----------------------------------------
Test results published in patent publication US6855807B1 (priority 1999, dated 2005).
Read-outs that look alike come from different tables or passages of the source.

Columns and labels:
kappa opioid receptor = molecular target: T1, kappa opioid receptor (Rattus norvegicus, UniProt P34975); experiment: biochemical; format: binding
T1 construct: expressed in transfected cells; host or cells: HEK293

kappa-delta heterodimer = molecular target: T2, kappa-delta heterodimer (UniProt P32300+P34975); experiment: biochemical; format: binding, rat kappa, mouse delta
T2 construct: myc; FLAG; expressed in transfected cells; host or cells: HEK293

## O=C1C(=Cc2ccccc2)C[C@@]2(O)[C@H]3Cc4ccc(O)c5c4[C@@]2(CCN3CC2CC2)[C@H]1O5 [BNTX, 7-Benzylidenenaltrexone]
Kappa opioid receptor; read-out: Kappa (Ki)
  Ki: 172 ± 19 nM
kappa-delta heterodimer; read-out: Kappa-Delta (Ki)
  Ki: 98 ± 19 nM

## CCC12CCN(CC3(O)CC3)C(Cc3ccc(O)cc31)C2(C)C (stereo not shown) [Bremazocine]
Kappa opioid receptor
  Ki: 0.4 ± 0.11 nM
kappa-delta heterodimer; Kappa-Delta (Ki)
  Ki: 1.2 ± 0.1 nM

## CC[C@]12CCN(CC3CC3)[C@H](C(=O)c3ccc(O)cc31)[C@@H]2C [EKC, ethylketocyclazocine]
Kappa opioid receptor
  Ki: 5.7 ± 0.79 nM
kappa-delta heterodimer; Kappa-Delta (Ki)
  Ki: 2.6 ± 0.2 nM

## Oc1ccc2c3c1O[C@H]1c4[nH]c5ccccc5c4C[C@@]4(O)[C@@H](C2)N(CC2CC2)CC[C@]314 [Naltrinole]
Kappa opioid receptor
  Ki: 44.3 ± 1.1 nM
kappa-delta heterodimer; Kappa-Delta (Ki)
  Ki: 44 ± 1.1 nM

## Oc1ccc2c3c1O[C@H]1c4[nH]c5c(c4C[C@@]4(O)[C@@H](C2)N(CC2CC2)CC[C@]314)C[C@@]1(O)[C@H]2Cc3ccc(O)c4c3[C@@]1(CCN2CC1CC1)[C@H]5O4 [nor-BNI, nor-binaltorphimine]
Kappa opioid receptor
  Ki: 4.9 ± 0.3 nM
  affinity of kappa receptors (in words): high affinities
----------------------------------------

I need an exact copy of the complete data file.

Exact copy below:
Test results published in patent publication US6855807B1 (priority 1999, dated 2005).
Read-outs that look alike come from different tables or passages of the source.

Columns and labels:
kappa opioid receptor = molecular target: T1, kappa opioid receptor (Rattus norvegicus, UniProt P34975); experiment: biochemical; format: binding
T1 construct: expressed in transfected cells; host or cells: HEK293

kappa-delta heterodimer = molecular target: T2, kappa-delta heterodimer (UniProt P32300+P34975); experiment: biochemical; format: binding, rat kappa, mouse delta
T2 construct: myc; FLAG; expressed in transfected cells; host or cells: HEK293

## O=C1C(=Cc2ccccc2)C[C@@]2(O)[C@H]3Cc4ccc(O)c5c4[C@@]2(CCN3CC2CC2)[C@H]1O5 [BNTX, 7-Benzylidenenaltrexone]
Kappa opioid receptor; read-out: Kappa (Ki)
  Ki: 172 ± 19 nM
kappa-delta heterodimer; read-out: Kappa-Delta (Ki)
  Ki: 98 ± 19 nM

## CCC12CCN(CC3(O)CC3)C(Cc3ccc(O)cc31)C2(C)C (stereo not shown) [Bremazocine]
Kappa opioid receptor
  Ki: 0.4 ± 0.11 nM
kappa-delta heterodimer; Kappa-Delta (Ki)
  Ki: 1.2 ± 0.1 nM

## CC[C@]12CCN(CC3CC3)[C@H](C(=O)c3ccc(O)cc31)[C@@H]2C [EKC, ethylketocyclazocine]
Kappa opioid receptor
  Ki: 5.7 ± 0.79 nM
kappa-delta heterodimer; Kappa-Delta (Ki)
  Ki: 2.6 ± 0.2 nM

## Oc1ccc2c3c1O[C@H]1c4[nH]c5ccccc5c4C[C@@]4(O)[C@@H](C2)N(CC2CC2)CC[C@]314 [Naltrinole]
Kappa opioid receptor
  Ki: 44.3 ± 1.1 nM
kappa-delta heterodimer; Kappa-Delta (Ki)
  Ki: 44 ± 1.1 nM

## Oc1ccc2c3c1O[C@H]1c4[nH]c5c(c4C[C@@]4(O)[C@@H](C2)N(CC2CC2)CC[C@]314)C[C@@]1(O)[C@H]2Cc3ccc(O)c4c3[C@@]1(CCN2CC1CC1)[C@H]5O4 [nor-BNI, nor-binaltorphimine]
Kappa opioid receptor
  Ki: 4.9 ± 0.3 nM
  affinity of kappa receptors (in words): high affinities